SART 1150: Introduction to Contemporary Artistic Practice网课代修
School of Fine Art & Music
This course, which uses a web-based platform, is an introduction to contemporary art and artists. Readings and media content will be augmented by visual art assignments and online discussions in order to develop an understanding of material covered in the course.
Paul Kajander is a Canadian artist whose practice encompasses video, sculpture, ceramics, sound, performance and photography, often in mixed media installations. His work has been shown in various exhibition contexts, including Franz Kaka; Toronto, Forest City Gallery; London, Modern Fuel; Kingston, the New Media Society; Vancouver, the Hammer Museum; Los Angeles, The SFU Audain Gallery; Vancouver, Daniel Faria Gallery; Toronto, the Seoul Museum of Art; Seoul, The Real DMZ Project; Cheorwon-gun, Art Sonje Center; Seoul and the Western Front; Vancouver. He holds a MFA from the University of British Columbia in Vancouver. Learning Outcomes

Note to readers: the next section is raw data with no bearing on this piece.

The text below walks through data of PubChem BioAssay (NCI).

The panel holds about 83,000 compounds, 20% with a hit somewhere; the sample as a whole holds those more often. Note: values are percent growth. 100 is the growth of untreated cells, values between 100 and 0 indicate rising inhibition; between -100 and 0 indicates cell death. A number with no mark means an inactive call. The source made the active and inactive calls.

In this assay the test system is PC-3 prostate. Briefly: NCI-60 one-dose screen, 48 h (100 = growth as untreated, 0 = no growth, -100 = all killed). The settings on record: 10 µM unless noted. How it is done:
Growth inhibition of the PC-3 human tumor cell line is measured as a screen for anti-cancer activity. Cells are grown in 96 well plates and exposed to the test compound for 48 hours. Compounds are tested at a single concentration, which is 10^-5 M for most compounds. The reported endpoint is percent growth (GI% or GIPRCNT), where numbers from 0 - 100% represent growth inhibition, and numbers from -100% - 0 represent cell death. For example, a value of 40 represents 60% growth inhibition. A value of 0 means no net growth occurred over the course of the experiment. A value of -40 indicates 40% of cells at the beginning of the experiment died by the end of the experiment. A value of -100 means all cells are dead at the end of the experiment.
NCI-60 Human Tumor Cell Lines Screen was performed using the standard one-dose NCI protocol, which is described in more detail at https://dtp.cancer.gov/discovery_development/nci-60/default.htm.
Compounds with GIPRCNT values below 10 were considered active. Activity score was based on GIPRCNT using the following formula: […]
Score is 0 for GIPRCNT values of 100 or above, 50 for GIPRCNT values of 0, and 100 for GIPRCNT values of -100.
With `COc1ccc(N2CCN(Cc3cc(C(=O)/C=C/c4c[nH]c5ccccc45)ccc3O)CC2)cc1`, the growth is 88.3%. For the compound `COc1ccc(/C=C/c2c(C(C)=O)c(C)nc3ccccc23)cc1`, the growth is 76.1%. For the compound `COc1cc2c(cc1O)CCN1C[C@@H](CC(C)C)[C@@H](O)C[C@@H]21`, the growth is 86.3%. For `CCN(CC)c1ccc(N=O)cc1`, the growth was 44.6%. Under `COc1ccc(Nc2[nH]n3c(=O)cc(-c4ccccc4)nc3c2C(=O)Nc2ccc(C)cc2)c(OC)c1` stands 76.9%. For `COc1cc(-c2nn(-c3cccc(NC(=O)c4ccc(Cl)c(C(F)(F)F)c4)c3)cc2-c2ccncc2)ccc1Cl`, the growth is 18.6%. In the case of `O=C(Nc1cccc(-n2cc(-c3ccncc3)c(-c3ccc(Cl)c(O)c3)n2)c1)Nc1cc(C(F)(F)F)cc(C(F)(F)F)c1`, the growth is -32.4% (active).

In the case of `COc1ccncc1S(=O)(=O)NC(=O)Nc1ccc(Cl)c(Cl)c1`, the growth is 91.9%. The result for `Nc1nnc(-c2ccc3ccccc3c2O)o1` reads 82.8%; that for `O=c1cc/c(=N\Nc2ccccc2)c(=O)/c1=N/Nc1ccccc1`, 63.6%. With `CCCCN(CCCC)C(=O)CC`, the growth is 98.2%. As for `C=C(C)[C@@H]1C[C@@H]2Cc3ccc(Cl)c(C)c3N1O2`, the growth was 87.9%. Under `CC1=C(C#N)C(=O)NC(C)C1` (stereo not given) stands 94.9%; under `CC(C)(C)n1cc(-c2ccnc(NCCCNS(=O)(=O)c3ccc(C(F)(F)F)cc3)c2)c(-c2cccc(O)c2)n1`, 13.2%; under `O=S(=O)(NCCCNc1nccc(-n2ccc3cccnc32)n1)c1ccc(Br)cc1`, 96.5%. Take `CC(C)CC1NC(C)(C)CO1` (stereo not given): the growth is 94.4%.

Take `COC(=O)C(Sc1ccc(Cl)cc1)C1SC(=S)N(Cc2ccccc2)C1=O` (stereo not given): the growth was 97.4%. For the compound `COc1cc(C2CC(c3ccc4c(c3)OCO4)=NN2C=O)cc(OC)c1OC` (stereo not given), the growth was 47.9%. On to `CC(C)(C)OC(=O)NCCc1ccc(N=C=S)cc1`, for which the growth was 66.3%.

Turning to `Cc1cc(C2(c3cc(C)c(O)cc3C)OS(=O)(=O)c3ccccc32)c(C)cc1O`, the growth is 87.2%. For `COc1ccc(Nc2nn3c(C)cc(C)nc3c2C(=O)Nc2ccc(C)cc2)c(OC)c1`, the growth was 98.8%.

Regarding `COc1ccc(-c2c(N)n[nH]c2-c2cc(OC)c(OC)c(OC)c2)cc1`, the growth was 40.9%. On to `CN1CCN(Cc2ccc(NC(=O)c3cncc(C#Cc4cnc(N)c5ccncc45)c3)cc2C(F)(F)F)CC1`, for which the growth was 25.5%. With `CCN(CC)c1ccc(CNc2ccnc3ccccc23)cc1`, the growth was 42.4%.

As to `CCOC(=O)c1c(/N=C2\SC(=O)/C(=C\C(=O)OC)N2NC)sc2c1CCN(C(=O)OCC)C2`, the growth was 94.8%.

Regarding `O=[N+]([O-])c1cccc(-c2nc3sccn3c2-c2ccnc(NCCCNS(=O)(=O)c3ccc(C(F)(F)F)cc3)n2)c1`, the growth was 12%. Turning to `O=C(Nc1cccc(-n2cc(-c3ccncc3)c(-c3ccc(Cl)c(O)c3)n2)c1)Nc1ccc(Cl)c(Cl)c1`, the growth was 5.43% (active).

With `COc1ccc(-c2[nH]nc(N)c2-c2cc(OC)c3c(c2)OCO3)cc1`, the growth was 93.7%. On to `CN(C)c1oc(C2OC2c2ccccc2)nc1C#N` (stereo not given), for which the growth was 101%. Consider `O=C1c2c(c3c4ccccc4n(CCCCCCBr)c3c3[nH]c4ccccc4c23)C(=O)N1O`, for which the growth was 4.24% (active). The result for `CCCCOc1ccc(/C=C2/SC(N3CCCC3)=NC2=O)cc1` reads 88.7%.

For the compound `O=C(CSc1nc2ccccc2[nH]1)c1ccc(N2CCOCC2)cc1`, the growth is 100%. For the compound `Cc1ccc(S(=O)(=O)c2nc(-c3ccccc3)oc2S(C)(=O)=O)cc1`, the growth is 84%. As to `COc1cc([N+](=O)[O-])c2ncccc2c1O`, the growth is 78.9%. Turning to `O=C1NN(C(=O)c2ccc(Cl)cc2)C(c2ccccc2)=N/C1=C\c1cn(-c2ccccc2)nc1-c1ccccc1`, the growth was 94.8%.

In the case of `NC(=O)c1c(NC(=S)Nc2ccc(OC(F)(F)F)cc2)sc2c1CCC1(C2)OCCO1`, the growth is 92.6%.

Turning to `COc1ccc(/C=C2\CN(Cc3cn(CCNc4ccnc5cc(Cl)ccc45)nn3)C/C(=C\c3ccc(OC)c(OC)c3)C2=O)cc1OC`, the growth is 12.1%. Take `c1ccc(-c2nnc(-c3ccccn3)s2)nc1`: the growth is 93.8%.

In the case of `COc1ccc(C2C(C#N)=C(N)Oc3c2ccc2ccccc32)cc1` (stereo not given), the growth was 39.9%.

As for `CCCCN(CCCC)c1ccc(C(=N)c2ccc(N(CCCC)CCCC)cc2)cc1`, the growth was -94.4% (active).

Course Learning Outcomes
This is a unique course, where you will not only gain a thorough understanding of some of the recent histories, strategies and tendencies in contemporary art, but will also be actively engaged in creating your own creative projects. Throughout the course, you will be introduced to theories surrounding visual culture and examples of contemporary artistic practice, and will then apply this information in the development of your own independently produced visual art assignments.
In addition to readings and media content, a portion of the course activity will revolve around several contributions to the course discussion page. You are expected to participate in respectful conversations, offering your point of view in a manner that expands on your relationship to the visual art concepts you’ll encounter, while also refining your visual literacy through the use of related vocabulary and attention to details. The combination of readings, media content, discussions, and project-based assignments will help you develop and expand both your verbal and material vocabularies, while strengthening your creative and critical thinking abilities.